Horrendous: From old school to new age.

Horrendous - Idol

From Philedelphia comes the progressive death metal band Horrendous with their new album Idol. From their early beginnings there have been a shift in their sound from old school death metal, to now having a more progressive death metal-sound. With their new conseptual album released on Season of Mist, they’ve already received great feedback, and want to capture the imagination of new fans with their uniquely blended music.

Horrendous was formed back in 2009, when the three founding members Damian Herring and brothers Matt and Jamie Knox met at the university they were attending. With their common interest for old school death metal, they teamed up to form a band that would capture the sound of the early death metal bands. They combined elements from the north american scene with european bands, and released their first demo, Sweet Blasphemies, the same year.

It took another three years before their debut The Chills was released. From here on they began to develop their sound further, bringing in more melody into their compositions, and later adding progressive elements. While their 2014 release Ecdysis had a more heavy and melodic death metal sound, they would transform into a progressive death metal band when Anareta was released in 2015.

With their signing to Season of Mist, and the release of Idol in late september, the band have created a conseptual album they urge the listener to experience in its entirety, as each song is a variation of a greater theme. The idea behind the album is about worshipping a deity, with admiration, adoration and devotion, and in many ways represents a new beginning for its members, and is the first release where bassists Alex Kulick, who joined the band back in 2016, is attending. Idol clicks in at a tad under forty minutes, and consists of six full songs, with an intro of about a minute, and a short track of solely guitar play before the Obulus ends the record.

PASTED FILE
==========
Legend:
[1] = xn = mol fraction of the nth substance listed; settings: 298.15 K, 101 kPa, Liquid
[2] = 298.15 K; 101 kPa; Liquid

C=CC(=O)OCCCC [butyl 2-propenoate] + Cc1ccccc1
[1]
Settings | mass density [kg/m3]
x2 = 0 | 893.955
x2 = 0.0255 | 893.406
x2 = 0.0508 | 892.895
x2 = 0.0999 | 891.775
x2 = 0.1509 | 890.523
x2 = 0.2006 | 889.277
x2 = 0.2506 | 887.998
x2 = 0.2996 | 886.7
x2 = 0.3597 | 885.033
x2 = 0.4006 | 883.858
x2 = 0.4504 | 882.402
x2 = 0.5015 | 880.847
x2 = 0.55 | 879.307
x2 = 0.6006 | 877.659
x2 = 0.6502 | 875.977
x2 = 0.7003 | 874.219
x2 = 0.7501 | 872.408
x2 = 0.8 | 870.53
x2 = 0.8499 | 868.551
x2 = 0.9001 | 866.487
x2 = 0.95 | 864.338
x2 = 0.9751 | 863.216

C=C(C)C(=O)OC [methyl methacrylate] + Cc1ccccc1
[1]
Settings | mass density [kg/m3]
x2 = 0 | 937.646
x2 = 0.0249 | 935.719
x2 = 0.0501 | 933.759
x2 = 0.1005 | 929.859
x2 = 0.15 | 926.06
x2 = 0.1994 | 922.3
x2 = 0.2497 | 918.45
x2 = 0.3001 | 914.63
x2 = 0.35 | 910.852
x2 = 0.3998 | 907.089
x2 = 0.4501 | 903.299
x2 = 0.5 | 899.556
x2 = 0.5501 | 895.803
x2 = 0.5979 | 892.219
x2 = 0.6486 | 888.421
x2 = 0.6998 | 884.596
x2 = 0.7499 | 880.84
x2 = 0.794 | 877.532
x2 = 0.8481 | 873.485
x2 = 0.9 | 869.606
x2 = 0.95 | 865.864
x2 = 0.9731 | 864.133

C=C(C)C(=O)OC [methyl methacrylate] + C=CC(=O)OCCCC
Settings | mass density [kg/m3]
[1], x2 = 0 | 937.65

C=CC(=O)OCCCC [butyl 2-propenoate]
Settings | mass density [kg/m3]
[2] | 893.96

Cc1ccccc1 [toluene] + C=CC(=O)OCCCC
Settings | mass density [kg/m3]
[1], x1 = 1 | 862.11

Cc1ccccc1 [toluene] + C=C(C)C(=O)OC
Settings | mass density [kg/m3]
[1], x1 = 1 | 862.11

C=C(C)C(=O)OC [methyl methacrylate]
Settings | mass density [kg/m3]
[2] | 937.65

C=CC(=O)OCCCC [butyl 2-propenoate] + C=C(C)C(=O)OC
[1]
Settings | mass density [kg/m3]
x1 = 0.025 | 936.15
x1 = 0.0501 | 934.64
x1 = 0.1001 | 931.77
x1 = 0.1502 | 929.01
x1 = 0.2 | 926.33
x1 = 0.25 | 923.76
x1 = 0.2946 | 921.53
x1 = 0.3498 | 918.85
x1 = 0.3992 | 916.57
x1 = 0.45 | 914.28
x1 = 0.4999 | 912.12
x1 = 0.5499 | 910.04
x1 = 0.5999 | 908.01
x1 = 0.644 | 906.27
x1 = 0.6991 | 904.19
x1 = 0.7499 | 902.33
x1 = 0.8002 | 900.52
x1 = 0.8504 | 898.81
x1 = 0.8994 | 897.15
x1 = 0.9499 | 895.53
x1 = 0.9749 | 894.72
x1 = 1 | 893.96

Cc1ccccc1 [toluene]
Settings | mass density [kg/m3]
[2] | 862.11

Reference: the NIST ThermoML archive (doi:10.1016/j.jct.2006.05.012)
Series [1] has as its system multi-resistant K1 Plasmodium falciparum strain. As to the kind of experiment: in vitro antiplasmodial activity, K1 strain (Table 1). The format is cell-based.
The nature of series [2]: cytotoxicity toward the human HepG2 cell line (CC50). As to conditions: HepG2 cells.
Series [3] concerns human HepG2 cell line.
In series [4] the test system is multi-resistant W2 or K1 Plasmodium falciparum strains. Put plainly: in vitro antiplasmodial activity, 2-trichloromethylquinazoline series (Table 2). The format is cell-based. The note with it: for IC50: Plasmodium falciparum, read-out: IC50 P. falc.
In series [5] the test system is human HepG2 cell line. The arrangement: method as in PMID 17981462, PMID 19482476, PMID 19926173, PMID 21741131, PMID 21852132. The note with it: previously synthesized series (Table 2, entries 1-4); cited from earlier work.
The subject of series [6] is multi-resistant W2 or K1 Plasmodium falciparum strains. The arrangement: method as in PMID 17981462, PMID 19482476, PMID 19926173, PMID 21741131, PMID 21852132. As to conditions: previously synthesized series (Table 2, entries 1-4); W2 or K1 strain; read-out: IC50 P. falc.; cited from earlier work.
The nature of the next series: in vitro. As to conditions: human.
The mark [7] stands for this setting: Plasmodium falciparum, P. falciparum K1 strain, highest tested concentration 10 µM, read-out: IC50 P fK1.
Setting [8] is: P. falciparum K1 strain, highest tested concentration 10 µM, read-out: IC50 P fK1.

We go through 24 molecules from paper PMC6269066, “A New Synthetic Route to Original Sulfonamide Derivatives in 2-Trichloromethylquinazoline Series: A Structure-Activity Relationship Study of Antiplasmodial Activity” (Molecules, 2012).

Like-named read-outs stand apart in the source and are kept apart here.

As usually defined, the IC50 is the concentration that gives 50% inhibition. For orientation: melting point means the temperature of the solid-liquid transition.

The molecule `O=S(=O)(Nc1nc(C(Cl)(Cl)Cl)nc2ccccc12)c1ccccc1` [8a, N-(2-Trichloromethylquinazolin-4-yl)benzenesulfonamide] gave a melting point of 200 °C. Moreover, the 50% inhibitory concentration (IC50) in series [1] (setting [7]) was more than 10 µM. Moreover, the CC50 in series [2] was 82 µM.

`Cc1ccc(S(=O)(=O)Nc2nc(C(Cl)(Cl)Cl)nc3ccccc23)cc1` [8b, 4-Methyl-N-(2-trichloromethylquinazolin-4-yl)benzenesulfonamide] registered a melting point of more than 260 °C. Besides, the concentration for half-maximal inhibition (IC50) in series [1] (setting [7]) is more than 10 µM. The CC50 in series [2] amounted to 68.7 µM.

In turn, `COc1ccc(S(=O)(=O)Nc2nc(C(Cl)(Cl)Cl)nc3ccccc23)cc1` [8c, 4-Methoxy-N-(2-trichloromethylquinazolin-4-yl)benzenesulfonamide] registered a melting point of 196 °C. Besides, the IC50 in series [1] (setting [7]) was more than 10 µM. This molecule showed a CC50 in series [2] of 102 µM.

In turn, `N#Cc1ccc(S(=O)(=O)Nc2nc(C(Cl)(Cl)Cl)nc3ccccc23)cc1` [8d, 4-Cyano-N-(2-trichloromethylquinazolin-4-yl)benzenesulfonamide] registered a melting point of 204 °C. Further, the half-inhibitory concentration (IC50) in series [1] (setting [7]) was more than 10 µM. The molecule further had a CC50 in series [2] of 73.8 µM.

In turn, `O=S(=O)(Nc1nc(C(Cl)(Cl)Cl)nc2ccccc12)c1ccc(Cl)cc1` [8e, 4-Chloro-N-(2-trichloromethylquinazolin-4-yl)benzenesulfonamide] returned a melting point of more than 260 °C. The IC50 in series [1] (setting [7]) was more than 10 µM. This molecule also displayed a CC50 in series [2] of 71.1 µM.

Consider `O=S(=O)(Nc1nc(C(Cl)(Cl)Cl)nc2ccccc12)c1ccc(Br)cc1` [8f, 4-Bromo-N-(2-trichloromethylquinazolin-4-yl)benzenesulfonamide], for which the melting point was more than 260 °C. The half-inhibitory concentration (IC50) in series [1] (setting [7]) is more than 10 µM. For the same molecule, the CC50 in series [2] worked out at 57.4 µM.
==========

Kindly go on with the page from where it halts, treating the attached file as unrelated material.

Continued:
About Jon Skjeseth (571 Articles)
Proghead from Oslo, who writes mostly about progressive rock/metal, though may write about other rock and metal sub-genres, as well as electronic music, underground hip hop/rap, contemporary music, different kinds of jazz, folk, or anything I find interesting.

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